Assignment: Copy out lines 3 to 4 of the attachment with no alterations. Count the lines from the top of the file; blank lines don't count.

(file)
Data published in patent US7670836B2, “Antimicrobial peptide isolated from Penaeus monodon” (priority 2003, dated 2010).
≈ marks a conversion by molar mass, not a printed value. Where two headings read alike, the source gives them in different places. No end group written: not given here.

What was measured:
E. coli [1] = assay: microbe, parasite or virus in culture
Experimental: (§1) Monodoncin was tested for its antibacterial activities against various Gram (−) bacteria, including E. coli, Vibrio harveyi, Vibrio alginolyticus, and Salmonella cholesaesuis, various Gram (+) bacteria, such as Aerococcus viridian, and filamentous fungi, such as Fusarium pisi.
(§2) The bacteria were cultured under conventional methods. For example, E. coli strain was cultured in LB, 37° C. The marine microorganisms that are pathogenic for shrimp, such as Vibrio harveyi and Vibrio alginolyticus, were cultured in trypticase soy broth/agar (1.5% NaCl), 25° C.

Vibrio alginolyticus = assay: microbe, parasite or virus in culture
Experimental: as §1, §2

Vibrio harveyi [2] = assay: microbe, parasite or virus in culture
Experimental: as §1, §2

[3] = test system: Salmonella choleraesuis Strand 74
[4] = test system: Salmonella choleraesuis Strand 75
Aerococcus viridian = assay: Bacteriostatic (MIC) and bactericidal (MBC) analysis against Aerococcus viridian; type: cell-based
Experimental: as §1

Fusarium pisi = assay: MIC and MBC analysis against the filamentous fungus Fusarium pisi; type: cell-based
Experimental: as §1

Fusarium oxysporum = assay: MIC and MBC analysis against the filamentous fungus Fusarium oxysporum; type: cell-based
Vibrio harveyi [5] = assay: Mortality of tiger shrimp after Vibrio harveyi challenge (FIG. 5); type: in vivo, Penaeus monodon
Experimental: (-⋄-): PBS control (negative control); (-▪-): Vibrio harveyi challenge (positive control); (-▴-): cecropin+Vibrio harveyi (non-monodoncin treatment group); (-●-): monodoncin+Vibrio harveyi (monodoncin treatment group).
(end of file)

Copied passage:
What was measured:
E. coli [1] = assay: microbe, parasite or virus in culture